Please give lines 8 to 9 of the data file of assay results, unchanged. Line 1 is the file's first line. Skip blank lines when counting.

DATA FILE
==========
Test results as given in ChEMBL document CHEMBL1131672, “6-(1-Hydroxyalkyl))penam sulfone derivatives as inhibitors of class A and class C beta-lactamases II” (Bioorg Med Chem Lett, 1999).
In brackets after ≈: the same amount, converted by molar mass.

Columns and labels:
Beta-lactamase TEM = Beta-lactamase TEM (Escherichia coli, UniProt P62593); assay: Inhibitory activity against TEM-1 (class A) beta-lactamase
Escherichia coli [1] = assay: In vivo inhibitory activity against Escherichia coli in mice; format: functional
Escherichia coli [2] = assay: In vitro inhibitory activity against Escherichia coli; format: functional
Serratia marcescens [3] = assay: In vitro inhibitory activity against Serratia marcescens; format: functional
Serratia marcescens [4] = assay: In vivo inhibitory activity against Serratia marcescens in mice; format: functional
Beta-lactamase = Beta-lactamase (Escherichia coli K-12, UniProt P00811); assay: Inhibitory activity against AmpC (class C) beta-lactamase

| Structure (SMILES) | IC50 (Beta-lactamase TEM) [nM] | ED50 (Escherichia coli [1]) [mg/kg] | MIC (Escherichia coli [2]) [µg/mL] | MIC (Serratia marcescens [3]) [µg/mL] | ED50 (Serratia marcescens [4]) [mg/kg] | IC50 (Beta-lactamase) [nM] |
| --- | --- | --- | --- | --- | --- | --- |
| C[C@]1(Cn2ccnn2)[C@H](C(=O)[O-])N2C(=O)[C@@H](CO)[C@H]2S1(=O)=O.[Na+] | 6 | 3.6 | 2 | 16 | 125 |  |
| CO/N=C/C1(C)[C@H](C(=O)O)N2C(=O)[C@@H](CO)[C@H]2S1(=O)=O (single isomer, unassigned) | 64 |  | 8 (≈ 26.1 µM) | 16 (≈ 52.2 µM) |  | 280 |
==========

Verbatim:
Serratia marcescens [4] = assay: In vivo inhibitory activity against Serratia marcescens in mice; format: functional
Beta-lactamase = Beta-lactamase (Escherichia coli K-12, UniProt P00811); assay: Inhibitory activity against AmpC (class C) beta-lactamase